The government seeks closer co-operation with abusive regimes when it suits it, Ben Keith & Rhys Davies write
This article is published in The Times, 23 March 2023, full article here (subscription required).
The UK sanctions regime is not working because there is no clear policy on which human rights abusers to put on the list. On international women’s day this month, the foreign secretary, James Cleverly, announced sanctions against four human rights abusers for gender-based violence in Iran, Syria, South Sudan and the Central African Republic.
Undeniably these individuals deserve to be sanctioned. What is less obvious is how a UK travel ban and asset freeze on those with little if any ties to the UK will prevent further human rights abuses.
Magnitsky sanctions are intended to apply pressure on regimes to stamp out corruption and human rights abuses while maintaining diplomatic channels of communication by targeting individuals. Without a coherent policy, Cleverly’s announcement is little more than a PR stunt.
The UK sanction regime needs to get a grip. It is currently patchy, with the government maintaining strong ties with some human rights abusers while being seen to stand up only to those who have no bearing on our economy. It seems the UK cannot afford to stand up to human rights abusers with attractive investment portfolios.
For instance, the United Arab Emirates has notably failed to align itself with its western allies on the Russian invasion of Ukraine. The UAE is the destination of choice for sanctioned supporters of Putin. Countries attempting to starve Russia of military components are concerned that the UAE has massively increased its exports of drones and microchips to Russia and have requested transparency of what exactly the UAE are exporting.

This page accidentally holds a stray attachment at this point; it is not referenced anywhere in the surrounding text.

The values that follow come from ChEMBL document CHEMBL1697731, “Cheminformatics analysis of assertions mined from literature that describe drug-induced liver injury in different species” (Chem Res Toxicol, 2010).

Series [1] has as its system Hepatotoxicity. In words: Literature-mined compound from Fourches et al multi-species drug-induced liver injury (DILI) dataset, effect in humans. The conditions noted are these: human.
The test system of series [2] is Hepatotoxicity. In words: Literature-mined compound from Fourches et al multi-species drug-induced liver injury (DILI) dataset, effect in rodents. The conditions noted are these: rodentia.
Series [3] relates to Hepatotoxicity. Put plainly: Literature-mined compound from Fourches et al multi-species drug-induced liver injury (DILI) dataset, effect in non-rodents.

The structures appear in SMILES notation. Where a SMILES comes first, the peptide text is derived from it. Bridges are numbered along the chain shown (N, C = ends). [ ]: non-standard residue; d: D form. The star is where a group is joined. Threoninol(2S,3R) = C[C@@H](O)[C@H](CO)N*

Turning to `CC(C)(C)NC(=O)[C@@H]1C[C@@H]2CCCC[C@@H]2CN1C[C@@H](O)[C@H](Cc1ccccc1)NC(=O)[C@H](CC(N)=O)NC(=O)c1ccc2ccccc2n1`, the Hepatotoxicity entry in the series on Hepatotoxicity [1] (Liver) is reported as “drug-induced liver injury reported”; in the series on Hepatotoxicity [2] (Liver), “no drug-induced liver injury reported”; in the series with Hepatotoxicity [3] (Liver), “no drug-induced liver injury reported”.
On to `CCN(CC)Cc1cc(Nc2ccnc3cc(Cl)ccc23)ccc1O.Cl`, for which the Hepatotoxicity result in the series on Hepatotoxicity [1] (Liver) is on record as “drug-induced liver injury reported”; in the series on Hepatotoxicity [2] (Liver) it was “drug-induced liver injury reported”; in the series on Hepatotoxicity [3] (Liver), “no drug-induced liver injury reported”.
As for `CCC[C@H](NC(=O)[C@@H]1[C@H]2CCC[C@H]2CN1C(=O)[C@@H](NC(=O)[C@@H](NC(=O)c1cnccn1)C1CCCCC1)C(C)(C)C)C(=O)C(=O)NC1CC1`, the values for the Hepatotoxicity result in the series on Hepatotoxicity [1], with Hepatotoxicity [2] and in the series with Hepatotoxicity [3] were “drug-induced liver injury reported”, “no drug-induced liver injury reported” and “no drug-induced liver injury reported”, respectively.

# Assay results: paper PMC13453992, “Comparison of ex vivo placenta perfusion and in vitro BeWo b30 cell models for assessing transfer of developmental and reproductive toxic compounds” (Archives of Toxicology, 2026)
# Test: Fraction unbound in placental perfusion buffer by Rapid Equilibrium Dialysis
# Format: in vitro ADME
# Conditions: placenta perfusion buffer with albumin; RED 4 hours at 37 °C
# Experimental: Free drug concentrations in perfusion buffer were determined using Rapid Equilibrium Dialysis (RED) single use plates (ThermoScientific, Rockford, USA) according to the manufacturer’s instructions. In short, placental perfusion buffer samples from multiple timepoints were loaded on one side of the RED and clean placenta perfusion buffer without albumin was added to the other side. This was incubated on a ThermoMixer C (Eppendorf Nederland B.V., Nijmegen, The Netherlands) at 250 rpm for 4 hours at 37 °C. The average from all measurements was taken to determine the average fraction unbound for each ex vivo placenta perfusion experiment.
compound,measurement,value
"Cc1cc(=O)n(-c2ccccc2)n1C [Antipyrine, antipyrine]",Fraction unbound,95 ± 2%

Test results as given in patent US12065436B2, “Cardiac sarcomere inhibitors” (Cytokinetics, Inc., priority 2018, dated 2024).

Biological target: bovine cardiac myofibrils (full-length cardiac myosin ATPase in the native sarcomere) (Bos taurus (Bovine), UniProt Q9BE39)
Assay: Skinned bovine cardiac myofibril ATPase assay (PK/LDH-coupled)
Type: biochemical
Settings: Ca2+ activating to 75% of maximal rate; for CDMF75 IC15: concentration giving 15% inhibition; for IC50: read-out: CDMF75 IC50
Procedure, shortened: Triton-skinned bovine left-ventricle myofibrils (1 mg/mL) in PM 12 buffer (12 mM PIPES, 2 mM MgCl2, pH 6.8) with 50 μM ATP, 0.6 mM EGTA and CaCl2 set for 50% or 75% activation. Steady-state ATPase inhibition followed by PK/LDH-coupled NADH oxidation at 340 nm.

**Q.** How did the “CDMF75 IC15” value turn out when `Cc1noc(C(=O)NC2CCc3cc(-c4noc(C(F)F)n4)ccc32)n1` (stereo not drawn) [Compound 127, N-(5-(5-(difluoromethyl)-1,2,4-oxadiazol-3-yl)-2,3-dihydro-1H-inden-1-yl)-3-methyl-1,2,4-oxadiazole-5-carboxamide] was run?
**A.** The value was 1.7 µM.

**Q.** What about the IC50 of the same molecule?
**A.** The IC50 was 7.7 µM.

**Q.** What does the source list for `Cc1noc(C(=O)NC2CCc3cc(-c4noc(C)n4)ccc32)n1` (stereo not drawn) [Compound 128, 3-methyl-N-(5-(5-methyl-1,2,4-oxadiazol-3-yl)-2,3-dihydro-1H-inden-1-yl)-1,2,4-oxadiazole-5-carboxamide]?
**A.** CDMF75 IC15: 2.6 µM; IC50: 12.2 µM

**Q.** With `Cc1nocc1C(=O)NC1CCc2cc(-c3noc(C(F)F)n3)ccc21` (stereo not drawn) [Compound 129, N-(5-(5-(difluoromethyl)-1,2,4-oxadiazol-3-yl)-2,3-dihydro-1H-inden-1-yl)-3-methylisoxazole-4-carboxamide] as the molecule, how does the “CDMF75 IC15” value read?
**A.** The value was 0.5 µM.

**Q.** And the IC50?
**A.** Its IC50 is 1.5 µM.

But there has been no hint of the UK stepping up to sanction UAE human rights abusers or those assisting Russians evade sanctions.
Sanctioning Russia and Belarus is important to starve the aggressors of finance and supplies, but outside that sphere the UK is too afraid to stand up for human rights where it might clash with domestic interests. With UAE, China and Saudi Arabia, the UK’s sanctions regime has no proper focus because the government is concerned about offending trading partners who routinely use torture and arbitrary detention.
Then there is Rwanda. For current political reasons over migration, ministers are obsessed with promoting Rwanda’s human rights record, which in reality is poor. The extraterritorial rendition of Paul Rusesabagina, a human rights activist, in 2020 was last year confirmed as a state abduction by the UN working group on arbitrary detention. Last week, there were hints that he might be released.
That egregious action should have resulted in Magnitsky sanctions. Instead, the UK seeks closer co-operation with proven human rights abusers. The government’s wilful lack of a coherent sanctions regime is clear and the repercussions are horrendous.
Ben Keith is a leading barrister specialising in cross-border and international cases. He deals with all aspects of Extradition, Human Rights, Mutual Legal Assistance, Interpol, Financial crime and International Law including sanctions. He represents governments, political and military leaders, High Net Worth individuals, human rights defenders and business leaders in the most sensitive cases.
A specialist in political cases and those arising from corporate raiding (see recent seminar at Chatham House here). A leading authority on the removal of INTERPOL Red Notices for worldwide clients, he edits the Red Notice Monitor blog. Dealing with politically motivated allegations and the use of transnational repression by foreign governments. Recognised in Chambers & Partners and the Legal 500.
Ben Keith and Rhys Davies are barristers who co-founded IHR Advisors, an international human rights service.